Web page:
Here’s a comment I received regarding one woman’s journey on the road of life. I get a lot of similar queries like this and I have decided to answer more of them here in the “main blog” instead of having them buried in the comments section.
First, a disclaimer: I am not an attorney. This is not legal advice in any way. Please consult the properly professionals before you act on any of my words, which are, just one man’s personal opinion.
Also I would like to add a request here. In many questions like this I need to ask that people be a little more specific. In other words, don’t make me guess at your nationality, the nationality of your boyfriend or girlfriend or spouse, and especially be careful of “here” and “there”. I sometimes have trouble figuring out what country a person is writing from, and many people get confused because they think I am in the USA, when in fact, the Philippines is “here” to me.
In short, jut try to remember that people all over the world check in here and they may not know where and what you are talking about. Fair enough?
Anyway, without further ado, here’s the reader question, broken down and edited slightly for readability and clarity.
Hi Phil!! Your website is very interesting. I just wanna consult with you a situation i am currently in. I’m engaged with my immigrant bf and we want to get married here in NY and I am 2 months pregnant. …
OK, I’ll have to start out making a lot of assumptions here. The only reason I think I might understand this is, I receive so many other “guessing game” contributions that I think I can follow the clues. I am assuming the reader is a Philippine citizen living in New York and she wants to marry a man who is also a Philippine citizen, but living in New York,
And the intended spouse is married. It doesn’t matter where he married, if it was a legal marriage in the country he married, it is a legal marriage in New York. I assume (there’s that word again)that the writer is, herself, free to marry. So, what’s the problem, he should get a divorce, then he’s free to marry and the reader is free to marry and we’re all home free, right?
The problem that we have now is that he is married in the phils (no children). The wife currently works in Saudi Arabia who we think will not agree to a divorce.
Well I get questions like this all the time from Filipinos and that’s one of the reasons I am making assumptions about citizenship. In most US states the divorce law is now commonly called a No Fault divorce law. If you read the requirements for divorce in New York State, it seems to me the wife does not have grounds to NOT accept the divorce, as long as one of the parties asserts there is an “Irretrievable Breakdown” between the husband and wife.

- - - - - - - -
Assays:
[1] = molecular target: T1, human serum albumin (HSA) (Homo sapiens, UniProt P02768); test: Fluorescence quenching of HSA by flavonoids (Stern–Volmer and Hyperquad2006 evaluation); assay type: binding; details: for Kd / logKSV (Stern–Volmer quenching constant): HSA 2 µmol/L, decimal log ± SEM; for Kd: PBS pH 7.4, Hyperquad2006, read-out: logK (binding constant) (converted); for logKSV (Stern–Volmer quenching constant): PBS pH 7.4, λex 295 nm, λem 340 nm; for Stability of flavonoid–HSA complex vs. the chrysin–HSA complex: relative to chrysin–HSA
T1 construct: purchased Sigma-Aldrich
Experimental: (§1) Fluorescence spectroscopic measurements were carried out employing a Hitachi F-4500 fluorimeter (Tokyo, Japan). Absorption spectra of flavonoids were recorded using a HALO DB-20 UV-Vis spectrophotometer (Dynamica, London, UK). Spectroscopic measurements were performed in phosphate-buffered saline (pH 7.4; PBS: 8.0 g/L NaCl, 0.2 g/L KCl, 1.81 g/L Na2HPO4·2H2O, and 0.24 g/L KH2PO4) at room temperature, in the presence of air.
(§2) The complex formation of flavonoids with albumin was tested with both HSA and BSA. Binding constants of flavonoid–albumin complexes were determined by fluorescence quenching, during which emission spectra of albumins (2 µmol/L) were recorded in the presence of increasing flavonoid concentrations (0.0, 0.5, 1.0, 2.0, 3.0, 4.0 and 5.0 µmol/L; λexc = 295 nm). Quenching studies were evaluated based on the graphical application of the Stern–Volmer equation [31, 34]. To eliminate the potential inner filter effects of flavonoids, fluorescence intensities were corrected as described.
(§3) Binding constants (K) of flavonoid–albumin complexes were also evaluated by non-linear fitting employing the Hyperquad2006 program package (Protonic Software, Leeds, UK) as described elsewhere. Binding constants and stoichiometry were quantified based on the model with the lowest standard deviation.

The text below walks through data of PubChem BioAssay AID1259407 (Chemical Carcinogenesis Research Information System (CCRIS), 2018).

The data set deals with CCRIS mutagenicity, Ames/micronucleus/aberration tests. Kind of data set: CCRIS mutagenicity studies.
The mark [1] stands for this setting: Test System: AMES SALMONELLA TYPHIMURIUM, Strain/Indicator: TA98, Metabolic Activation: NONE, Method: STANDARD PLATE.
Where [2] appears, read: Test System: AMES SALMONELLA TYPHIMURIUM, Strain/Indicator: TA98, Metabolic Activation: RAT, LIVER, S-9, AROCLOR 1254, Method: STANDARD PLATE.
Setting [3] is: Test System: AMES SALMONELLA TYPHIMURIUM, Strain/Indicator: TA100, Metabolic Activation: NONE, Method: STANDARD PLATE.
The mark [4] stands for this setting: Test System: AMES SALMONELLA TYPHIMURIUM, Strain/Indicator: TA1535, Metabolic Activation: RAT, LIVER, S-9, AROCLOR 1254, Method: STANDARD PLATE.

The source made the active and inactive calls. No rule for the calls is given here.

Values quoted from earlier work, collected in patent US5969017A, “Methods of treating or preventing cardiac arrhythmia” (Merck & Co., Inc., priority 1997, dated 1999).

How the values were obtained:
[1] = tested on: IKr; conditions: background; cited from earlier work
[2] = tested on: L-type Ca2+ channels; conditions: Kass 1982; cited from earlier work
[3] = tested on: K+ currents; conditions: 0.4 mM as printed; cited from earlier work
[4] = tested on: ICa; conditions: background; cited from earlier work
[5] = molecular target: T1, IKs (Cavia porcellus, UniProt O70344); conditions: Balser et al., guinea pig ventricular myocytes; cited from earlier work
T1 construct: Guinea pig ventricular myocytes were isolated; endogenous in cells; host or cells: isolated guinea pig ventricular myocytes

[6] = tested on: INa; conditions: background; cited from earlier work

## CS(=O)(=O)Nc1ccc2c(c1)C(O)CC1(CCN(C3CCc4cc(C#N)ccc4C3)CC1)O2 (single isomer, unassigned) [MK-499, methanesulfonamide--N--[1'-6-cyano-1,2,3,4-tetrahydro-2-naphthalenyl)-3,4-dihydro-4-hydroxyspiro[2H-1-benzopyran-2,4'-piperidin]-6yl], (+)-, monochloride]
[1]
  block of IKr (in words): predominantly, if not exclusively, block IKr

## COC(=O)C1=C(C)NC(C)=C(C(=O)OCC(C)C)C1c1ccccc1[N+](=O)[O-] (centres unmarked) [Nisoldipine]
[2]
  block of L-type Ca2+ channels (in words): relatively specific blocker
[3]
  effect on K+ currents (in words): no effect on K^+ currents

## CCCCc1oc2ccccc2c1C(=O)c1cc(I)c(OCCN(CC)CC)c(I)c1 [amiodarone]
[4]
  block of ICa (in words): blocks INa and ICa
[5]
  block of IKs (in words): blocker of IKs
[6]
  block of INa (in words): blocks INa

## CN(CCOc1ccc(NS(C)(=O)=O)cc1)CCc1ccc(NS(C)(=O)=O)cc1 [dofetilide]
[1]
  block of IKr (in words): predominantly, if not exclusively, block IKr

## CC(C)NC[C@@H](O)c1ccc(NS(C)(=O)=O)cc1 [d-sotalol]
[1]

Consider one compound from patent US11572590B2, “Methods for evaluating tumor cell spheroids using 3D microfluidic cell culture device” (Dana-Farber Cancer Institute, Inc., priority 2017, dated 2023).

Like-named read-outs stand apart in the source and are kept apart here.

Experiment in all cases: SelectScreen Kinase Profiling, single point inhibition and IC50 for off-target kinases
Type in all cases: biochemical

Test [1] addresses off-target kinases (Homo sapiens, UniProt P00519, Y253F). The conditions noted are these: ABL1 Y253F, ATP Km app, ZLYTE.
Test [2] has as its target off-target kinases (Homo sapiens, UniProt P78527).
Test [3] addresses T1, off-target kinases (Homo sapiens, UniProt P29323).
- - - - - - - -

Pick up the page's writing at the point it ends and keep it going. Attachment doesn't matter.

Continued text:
I’m assuming the lawyer you consulted knows this, I mean that’s why you consulted one, correct? It would seem to me he has given good advice.
What are the things we need to do to have a legal marriage? We have consulted to a lawyer here in NY that said all my bf needed to do is file for a divorce even if she doesn’t agree. All he has to do is make sure that she receives that final divorce notice and we can legally marry here. Is that right?
Yep, again, far be it from me to question areal lawyer. I certainly see no problem with his advice. Especially since there are no children and probably little or no marital property involved, the current wife does seem to have much choice. If hubby-to-be gets a New York State divorce, he is then free to remarry in new York, or most anywhere else in the world … except the Philippines.
Reading the things you had written above, legal marriage would not be possible unless annulled in the Philippines.
That is correct regarding marriage in the Philippines. The current law of the Philippines will NOT recognize his New York divorce. However, as we discuss in the next part of your question, why do you care? You are in the US, he is in the US, and he is even working on his citizen (hats off to him on that, by the way), and if you were to marry after his divorce, it should be 100% legal in any state of the USA. So I don’t see a problem for now.